For a man who is a man, work, in my belief, if it is directed to noble ends, has no object beyond itself; none the less, if any of you wish to know what limit may be set to this particular camapaign, let me tell you that the area of country still ahead of us, from here to the Ganges and the Eastern ocean, is comparatively small. You will undoubtedly find that this ocean is connected with the Hyrcanian Sea, for the great Stream of Ocean encircles the earth. Moreover I shall prove to you, my friends, that the Indian and Persian Gulfs and the Hyrcanian Sea are all three connected and continuous. Our ships will sail round from the Persian Gulf to Libya as far as the Pillars of Hercules, whence all Libya to the eastward will soon be ours, and all Asia too, and to this empire there will be no boundaries but what God Himself has made for the whole world.
But if you turn back now, there will remain unconquered many warlike peoples between the Hyphasis and the Eastern Ocean, and many more to the northward and the Hyrcanian Sea, with the Scythians, too, not far away; so that if we withdraw now there is a danger that the territory which we do not yet securely hold may be stirred to revolt by some nation or other we have not yet forced into submission. Should that happen, all that we have done and suffered will have proved fruitless–or we shall be faced with the task of doing it over again from the beginning. Gentlemen of Macedon, and you, my friends and allies, this must not be. Stand firm; for well you know that hardship and danger are the price of glory, and that sweet is the savour of a life of courage and of deathless renown beyond the grave.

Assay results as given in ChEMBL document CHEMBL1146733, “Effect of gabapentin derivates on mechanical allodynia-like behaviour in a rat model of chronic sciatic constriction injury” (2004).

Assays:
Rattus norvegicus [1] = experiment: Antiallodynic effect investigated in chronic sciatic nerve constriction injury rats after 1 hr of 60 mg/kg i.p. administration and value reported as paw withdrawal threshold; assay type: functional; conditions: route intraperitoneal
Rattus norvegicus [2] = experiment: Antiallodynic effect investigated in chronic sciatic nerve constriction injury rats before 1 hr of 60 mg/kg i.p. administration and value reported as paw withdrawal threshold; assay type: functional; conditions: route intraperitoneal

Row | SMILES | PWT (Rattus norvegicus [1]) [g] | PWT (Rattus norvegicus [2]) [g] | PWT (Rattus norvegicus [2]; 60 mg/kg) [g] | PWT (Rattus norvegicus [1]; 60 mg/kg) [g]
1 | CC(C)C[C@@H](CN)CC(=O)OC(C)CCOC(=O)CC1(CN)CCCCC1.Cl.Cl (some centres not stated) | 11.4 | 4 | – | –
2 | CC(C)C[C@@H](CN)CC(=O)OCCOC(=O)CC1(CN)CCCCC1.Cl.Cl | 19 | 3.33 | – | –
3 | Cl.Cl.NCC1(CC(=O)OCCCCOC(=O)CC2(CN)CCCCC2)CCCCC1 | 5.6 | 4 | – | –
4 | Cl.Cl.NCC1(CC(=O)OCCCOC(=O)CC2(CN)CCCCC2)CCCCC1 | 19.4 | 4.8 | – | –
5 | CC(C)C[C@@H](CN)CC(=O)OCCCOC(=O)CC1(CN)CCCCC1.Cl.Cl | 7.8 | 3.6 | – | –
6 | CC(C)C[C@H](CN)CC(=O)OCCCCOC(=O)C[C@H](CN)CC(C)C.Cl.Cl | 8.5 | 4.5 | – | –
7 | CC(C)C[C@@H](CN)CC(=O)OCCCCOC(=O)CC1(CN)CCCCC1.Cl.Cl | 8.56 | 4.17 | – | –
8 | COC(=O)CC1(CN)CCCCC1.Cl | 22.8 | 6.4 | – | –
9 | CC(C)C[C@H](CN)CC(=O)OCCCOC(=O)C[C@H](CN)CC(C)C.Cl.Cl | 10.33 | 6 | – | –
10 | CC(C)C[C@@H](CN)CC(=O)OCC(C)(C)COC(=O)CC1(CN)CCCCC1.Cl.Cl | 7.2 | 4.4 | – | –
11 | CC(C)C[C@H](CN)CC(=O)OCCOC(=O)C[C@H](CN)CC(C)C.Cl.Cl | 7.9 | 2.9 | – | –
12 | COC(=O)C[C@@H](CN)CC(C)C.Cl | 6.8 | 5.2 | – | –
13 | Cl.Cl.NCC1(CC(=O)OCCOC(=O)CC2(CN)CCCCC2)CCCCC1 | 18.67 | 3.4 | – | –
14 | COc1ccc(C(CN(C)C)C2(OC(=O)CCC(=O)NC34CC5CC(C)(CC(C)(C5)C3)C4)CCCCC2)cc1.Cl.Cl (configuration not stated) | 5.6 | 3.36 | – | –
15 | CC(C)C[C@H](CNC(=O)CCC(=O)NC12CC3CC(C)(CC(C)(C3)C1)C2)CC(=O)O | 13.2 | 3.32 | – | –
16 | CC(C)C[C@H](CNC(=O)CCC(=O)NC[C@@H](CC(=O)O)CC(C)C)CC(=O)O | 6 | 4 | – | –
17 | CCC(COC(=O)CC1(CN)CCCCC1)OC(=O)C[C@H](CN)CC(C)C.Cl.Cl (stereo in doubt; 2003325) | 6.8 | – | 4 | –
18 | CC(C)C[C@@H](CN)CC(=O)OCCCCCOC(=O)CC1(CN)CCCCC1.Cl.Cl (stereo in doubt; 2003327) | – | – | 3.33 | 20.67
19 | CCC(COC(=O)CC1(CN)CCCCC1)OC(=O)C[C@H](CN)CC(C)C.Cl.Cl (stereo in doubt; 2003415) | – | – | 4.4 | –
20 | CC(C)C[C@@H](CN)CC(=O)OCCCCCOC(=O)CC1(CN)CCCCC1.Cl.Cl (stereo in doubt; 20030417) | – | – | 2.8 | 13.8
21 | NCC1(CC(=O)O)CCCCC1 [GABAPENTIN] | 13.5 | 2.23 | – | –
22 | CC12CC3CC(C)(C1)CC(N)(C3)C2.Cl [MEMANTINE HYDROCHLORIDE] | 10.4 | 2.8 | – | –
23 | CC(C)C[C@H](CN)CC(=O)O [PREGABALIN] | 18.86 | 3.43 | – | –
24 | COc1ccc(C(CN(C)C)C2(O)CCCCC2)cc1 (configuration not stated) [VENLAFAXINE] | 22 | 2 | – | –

Are you not aware that if Heracles, my ancestor, had gone no further than Tiryns or Argos–or even than the Peloponnese or Thebes–he could never have won the glory which changed him from a man into a god, actual or apparent? Even Dionysus, who is a god indeed, in a sense beyond what is applicable to Heracles, faced not a few laborious tasks; yet we have done more: we have passed beyond Nysa and we have taken the rock of Aornos which Heracles himself could not take. Come, then; add the rest of Asia to what you already possess–a small addition to the great sum of your conquests. What great or noble work could we ourselves have achieved had we thought it enough, living at ease in Macedon, merely to guard our homes, accepting no burden beyond checking the encroachment of the Thracians on our borders, or the Illyrians and Triballians, or perhaps such Greeks as might prove a menace to our comfort ?